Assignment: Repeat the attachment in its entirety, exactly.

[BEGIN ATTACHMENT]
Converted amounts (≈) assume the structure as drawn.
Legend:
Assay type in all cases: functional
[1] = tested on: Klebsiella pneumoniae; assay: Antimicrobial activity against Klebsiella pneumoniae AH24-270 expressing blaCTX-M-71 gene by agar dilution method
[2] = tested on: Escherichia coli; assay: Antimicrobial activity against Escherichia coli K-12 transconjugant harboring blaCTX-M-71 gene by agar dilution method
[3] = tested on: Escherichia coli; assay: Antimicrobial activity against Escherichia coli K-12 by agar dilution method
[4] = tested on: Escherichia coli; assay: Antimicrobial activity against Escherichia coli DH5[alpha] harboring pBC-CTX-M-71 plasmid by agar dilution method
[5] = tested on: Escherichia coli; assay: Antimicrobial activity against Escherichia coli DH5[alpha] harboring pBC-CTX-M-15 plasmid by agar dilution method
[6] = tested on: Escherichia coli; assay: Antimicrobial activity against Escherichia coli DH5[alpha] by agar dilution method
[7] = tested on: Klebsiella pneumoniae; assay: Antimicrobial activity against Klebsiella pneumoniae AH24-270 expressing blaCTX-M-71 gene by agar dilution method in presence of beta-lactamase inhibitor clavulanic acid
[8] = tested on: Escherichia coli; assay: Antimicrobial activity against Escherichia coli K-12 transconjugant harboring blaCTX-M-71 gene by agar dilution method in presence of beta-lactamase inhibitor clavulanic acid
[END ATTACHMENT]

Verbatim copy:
Converted amounts (≈) assume the structure as drawn.
Legend:
Assay type in all cases: functional
[1] = tested on: Klebsiella pneumoniae; assay: Antimicrobial activity against Klebsiella pneumoniae AH24-270 expressing blaCTX-M-71 gene by agar dilution method
[2] = tested on: Escherichia coli; assay: Antimicrobial activity against Escherichia coli K-12 transconjugant harboring blaCTX-M-71 gene by agar dilution method
[3] = tested on: Escherichia coli; assay: Antimicrobial activity against Escherichia coli K-12 by agar dilution method
[4] = tested on: Escherichia coli; assay: Antimicrobial activity against Escherichia coli DH5[alpha] harboring pBC-CTX-M-71 plasmid by agar dilution method
[5] = tested on: Escherichia coli; assay: Antimicrobial activity against Escherichia coli DH5[alpha] harboring pBC-CTX-M-15 plasmid by agar dilution method
[6] = tested on: Escherichia coli; assay: Antimicrobial activity against Escherichia coli DH5[alpha] by agar dilution method
[7] = tested on: Klebsiella pneumoniae; assay: Antimicrobial activity against Klebsiella pneumoniae AH24-270 expressing blaCTX-M-71 gene by agar dilution method in presence of beta-lactamase inhibitor clavulanic acid
[8] = tested on: Escherichia coli; assay: Antimicrobial activity against Escherichia coli K-12 transconjugant harboring blaCTX-M-71 gene by agar dilution method in presence of beta-lactamase inhibitor clavulanic acid